For example, the most energy-intensive part of the aluminum smelting process is the electrolysis. “In aluminum electrolysis, you have a carbon anode,” Anton explained. “Electricity flows through the carbon anode, through a bath material, which is aluminum oxide, cryolite, and aluminum fluoride. The metal becomes the cathode and the electricity goes to the next cell.”
He continued, “In our process, when the aluminum becomes too lean in the bath, you effectively have a short circuit between the anode and cathode. When that happened, the fluoride combines with the carbon and becomes CFCs. But the thought process was that it was good for the manufacturing process to have a certain number of anode effects per day because it kept the bottom from becoming mucked up with aluminum oxide.”
To eliminate the CFCs, Anton said, the process was modified to continuously feed aluminum oxide and avoid the anode effect. “As a result, it lowered electricity consumption per ton of aluminum produced, lowered emissions, and gave us more production from each cell each day — a pure win.”
Anton insisted that, “If not for the emphasis on the environment, it might have been years before we figured that out.”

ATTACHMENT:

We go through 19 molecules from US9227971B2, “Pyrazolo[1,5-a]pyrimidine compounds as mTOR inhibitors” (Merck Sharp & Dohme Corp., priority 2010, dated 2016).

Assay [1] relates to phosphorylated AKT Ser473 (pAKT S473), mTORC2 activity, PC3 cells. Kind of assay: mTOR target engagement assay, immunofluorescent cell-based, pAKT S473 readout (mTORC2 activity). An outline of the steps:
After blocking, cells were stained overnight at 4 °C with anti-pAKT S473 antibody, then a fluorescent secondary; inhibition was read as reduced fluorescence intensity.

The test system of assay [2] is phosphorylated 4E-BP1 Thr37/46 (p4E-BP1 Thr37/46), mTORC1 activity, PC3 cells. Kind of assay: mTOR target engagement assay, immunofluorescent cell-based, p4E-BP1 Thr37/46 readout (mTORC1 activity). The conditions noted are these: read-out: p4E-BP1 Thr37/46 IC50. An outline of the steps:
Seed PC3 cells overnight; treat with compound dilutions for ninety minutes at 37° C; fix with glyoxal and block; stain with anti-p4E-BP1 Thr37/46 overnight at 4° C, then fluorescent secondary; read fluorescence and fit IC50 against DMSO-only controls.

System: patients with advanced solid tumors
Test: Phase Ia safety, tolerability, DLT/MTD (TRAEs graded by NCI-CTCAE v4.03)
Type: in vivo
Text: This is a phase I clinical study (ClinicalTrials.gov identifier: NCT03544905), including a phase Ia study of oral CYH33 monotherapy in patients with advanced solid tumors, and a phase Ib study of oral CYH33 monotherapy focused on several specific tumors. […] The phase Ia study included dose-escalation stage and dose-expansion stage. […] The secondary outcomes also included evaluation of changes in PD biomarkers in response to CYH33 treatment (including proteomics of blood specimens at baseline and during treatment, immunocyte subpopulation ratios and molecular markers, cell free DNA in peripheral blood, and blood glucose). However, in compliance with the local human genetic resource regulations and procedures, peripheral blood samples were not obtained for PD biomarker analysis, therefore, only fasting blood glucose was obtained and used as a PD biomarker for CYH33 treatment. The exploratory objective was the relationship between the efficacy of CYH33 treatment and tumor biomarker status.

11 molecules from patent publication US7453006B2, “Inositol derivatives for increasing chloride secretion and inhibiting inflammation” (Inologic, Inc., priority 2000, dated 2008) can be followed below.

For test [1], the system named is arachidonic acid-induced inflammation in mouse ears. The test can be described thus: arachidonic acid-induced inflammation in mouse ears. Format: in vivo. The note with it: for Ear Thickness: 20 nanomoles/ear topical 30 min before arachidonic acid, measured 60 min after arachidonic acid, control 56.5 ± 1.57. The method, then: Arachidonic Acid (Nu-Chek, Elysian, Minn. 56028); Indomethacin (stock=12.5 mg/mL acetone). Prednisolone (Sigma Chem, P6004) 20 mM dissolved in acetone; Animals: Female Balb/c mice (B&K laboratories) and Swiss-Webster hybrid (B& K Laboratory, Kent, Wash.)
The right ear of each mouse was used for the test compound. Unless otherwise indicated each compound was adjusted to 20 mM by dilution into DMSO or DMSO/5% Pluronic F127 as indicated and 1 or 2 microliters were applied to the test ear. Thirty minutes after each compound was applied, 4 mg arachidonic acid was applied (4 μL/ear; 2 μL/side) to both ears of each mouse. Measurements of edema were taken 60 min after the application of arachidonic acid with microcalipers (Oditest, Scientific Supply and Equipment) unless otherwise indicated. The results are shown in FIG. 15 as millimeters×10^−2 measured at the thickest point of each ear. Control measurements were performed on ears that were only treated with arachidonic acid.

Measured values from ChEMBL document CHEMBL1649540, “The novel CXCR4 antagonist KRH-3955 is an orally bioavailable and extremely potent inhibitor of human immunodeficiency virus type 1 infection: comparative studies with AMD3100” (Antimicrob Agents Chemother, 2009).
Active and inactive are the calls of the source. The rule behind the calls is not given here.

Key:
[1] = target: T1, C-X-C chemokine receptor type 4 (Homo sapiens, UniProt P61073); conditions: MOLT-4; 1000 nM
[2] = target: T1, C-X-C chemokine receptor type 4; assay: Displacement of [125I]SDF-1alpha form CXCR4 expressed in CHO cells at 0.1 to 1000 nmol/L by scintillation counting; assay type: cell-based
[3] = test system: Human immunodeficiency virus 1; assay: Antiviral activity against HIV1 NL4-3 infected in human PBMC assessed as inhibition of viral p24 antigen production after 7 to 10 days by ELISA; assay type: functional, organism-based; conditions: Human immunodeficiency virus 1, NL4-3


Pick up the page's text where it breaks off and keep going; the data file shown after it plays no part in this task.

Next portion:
Alcoa continues to apply technologies to become more energy efficient and more productive. The company employs smart manufacturing tools and Big Data to boost the output of refineries by 1 to 2 percent per year. “We put sensors on the system and write algorithms that help us adjust on the fly,” he said. “This gives us real-time data from the cell.”
That’s a huge contrast to a decade ago. “Ten years ago, we would have taken a sample from the cell, let it cool, taken it to a lab, analyzed it, and maybe the cell was in the same condition as when the sample was taken yesterday,” said Anton.
Overall, the company boasted approximately $75 million in efficiency savings related sustainability efforts. “Whether you believe in greenhouse gasses are an issue or not, saving money is always an issue,” said Anton. “When you have that much savings, you have a process change. Maybe you have a little slippage here and there, but generally you get that locked in.”